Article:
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Understanding the financial performance of EPS: A comprehensive analysis

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To grasp the economic and financial intricacies surrounding EPS’s operations, it’s imperative to delve into its energy portfolio. Thermal power plants under EPS’s purview contribute roughly 70% of Serbia’s electrical energy, while the remaining 30% emanates from its 16 hydroelectric power plants. Over the past three and a half decades, EPS-managed power plants hit their peak annual production in 2013, delivering a whopping 37,433 GWh of electrical energy to the market.

Following a dry spell in 2022, favorable weather conditions smiled upon EPS in 2023, triggering a resurgence in production. Consequently, Serbia scarcely imported electricity last year and even managed to export certain quantities, primarily owing to exceptionally favorable hydrological conditions. Hydroelectric plants in 2023 outpaced their 2022 output by 34% and exceeded the average annual production by 12%, elevating hydroenergy’s share in total production to 36%. Notably, hydroelectric production boasts significantly lower operating costs compared to coal and gas-fired counterparts, rendering it a lucrative asset for EPS.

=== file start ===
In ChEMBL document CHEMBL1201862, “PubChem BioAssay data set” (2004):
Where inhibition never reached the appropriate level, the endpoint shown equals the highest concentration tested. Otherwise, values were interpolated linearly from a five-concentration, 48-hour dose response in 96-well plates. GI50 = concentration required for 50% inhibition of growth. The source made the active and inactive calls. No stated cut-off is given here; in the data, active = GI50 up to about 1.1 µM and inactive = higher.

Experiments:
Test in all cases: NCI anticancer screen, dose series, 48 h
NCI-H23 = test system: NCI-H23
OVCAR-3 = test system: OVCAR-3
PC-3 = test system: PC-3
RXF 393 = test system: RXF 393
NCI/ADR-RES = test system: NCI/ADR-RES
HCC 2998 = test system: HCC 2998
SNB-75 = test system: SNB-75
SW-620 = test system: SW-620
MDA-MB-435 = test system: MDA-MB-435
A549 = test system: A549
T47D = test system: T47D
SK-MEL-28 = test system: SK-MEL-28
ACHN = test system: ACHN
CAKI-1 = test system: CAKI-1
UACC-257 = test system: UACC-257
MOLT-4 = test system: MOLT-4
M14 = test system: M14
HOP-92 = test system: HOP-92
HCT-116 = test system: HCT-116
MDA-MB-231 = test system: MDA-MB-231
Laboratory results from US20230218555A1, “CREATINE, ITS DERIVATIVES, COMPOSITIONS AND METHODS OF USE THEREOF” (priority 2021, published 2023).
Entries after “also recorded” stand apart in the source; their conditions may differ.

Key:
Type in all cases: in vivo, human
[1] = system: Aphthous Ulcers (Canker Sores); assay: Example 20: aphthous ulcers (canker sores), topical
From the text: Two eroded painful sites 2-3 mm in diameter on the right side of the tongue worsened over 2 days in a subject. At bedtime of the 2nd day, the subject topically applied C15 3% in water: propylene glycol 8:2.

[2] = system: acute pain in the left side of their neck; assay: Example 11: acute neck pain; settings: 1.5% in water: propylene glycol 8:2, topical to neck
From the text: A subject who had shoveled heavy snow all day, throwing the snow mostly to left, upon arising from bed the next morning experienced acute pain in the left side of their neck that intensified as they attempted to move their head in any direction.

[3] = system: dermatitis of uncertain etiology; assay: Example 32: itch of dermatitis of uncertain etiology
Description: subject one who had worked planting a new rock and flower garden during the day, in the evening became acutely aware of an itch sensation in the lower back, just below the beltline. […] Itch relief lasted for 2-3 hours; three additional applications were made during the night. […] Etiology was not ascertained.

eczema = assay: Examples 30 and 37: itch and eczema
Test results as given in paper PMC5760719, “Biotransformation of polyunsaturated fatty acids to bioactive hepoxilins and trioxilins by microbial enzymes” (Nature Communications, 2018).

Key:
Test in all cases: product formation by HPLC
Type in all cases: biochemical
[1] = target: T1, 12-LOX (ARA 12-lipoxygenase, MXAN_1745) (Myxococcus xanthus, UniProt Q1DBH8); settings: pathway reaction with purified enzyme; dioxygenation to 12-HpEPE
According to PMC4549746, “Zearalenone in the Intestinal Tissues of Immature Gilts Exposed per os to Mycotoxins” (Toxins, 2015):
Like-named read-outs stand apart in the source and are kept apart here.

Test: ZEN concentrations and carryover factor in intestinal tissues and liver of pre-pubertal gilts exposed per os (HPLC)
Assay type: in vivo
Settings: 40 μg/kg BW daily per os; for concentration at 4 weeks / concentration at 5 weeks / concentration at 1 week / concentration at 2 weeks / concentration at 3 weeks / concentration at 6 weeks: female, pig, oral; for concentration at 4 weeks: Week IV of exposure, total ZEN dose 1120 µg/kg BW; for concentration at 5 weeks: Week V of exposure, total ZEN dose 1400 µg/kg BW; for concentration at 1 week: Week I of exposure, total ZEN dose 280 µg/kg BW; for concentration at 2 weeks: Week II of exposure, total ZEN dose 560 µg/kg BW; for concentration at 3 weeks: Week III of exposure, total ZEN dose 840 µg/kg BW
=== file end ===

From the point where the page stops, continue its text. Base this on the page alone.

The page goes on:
The second catalyst behind EPS’s substantial profit surge stems from hefty electricity price hikes for consumers. Since May 2023, industrial consumers in Serbia have grappled with electricity prices of €110 per MWh, a stark increase from €50-55 per MWh in 2021. Additionally, residential electricity prices witnessed three successive hikes of eight percent each over the past 16 months, alongside a 6.5% uptick in September 2022. Cumulatively, household electricity costs surged by 34.2% during this period. Furthermore, the 83% surge in renewable energy fees in August 2022 further augmented consumer bills, with these additional revenues flowing into EPS’s coffers.

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For accuracy’s sake, it’s worth noting that the lion’s share of the nearly €530 million profit was realized in the first half of the year, under the stewardship of Miroslav Tomašević. Upon Tomašević’s departure from the position of acting director, coal reserves stood at 1.96 million tons, a pivotal asset given that 70% of EPS’s electricity stems from coal-fired power plants. Moreover, certain entities, particularly major energy consumers under Chinese ownership such as HBIS Serbia (Smederevo Steelworks), Serbia Zijin Copper, and Serbia Zijin Mining (RTB Bor), were granted significantly discounted electricity prices by the state.

In conclusion, Serbia’s trajectory from a traditional electricity exporter to a potential net importer is underscored by evolving trends and challenges in production and supply. Amidst escalating energy prices and the ensuing economic reverberations, Serbia stands at a crossroads, tasked with navigating its energy security and sustainability amidst a rapidly changing global energy landscape.

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